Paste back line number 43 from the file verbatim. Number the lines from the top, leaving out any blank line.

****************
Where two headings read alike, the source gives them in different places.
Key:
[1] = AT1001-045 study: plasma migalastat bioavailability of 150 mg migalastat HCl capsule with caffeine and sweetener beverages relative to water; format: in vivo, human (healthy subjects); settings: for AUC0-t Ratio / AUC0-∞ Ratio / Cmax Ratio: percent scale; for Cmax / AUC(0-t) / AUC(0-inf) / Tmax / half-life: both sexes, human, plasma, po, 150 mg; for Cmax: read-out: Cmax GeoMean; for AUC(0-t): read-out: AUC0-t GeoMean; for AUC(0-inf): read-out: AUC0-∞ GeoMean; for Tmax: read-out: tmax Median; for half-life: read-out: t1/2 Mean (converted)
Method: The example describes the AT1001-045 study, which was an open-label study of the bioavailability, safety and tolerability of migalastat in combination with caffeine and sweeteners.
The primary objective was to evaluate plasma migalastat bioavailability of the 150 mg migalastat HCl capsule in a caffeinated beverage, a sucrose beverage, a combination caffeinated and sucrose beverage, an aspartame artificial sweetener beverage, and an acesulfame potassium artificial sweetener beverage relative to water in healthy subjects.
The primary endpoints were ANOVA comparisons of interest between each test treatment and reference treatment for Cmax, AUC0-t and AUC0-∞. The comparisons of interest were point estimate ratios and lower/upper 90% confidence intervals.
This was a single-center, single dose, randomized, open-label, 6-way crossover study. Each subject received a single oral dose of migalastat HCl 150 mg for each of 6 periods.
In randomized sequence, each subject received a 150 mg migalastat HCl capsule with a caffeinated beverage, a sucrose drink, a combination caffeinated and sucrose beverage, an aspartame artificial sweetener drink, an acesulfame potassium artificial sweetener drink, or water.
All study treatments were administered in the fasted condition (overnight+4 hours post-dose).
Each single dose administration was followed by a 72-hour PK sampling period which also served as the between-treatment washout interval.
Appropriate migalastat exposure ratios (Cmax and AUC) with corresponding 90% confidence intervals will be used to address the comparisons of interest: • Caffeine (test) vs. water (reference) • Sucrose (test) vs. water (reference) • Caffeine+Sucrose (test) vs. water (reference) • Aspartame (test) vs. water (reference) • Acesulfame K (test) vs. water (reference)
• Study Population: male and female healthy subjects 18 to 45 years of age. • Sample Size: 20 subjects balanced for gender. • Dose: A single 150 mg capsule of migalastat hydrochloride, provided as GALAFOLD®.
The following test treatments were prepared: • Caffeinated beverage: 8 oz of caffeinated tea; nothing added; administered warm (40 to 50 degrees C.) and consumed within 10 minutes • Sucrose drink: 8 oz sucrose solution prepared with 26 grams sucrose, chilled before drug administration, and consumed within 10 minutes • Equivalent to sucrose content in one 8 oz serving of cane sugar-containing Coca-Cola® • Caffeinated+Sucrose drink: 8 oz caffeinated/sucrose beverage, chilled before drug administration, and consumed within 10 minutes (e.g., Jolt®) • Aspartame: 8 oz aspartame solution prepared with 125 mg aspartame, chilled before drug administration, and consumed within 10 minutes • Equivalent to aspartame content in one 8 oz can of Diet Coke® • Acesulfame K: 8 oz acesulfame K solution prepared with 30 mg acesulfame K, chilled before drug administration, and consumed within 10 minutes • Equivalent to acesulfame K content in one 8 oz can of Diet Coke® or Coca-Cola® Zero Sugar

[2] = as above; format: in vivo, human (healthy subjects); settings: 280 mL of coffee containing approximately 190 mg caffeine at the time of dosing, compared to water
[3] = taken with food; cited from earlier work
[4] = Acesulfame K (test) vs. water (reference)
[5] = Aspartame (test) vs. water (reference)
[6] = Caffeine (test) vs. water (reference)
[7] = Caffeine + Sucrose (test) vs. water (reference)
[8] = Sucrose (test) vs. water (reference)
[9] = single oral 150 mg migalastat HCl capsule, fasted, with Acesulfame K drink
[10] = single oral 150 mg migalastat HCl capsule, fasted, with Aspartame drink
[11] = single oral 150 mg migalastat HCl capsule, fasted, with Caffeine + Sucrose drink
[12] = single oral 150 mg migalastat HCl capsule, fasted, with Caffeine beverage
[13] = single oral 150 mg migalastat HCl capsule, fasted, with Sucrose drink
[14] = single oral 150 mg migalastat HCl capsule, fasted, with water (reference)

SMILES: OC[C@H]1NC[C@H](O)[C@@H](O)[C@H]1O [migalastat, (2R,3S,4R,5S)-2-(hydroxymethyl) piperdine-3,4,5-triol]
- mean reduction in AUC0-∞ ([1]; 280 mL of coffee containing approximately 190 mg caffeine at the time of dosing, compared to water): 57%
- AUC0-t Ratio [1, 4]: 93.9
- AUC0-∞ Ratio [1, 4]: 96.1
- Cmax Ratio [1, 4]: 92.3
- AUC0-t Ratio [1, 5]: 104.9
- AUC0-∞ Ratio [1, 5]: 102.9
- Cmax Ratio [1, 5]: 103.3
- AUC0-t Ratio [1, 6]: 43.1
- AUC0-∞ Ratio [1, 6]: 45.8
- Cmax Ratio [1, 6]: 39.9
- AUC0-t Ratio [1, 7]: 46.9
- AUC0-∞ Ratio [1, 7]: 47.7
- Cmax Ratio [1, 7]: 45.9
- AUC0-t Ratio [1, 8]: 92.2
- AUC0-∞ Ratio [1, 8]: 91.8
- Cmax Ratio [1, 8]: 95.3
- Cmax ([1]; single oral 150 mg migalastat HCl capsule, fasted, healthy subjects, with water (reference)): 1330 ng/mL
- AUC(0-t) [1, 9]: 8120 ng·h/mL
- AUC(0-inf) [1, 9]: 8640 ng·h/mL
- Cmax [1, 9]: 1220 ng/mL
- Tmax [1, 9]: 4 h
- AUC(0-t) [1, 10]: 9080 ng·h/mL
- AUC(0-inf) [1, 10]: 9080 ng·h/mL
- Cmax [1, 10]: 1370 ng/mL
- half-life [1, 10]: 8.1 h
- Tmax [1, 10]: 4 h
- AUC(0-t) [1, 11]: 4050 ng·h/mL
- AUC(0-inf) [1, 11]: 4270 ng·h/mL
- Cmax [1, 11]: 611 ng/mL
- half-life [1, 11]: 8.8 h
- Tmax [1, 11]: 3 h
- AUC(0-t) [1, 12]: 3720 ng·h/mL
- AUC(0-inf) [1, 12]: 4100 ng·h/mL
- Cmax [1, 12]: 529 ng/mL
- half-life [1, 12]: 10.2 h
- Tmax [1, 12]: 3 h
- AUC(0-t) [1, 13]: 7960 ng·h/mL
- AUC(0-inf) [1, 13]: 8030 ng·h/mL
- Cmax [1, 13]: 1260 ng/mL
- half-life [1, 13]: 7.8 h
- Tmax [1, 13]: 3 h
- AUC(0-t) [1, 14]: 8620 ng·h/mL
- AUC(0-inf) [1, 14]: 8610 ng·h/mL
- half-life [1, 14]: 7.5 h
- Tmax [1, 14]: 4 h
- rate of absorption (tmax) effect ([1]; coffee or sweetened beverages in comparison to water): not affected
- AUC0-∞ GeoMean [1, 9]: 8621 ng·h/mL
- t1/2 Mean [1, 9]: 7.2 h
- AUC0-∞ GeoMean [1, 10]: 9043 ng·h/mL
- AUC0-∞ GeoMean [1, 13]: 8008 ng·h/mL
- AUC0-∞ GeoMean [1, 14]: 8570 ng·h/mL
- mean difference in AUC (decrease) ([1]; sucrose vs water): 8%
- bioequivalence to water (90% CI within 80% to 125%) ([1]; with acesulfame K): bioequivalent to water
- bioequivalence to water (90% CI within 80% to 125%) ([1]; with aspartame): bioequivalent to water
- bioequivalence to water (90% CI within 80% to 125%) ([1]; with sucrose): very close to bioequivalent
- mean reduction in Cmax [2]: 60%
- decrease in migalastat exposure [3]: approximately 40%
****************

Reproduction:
- Cmax Ratio [1, 8]: 95.3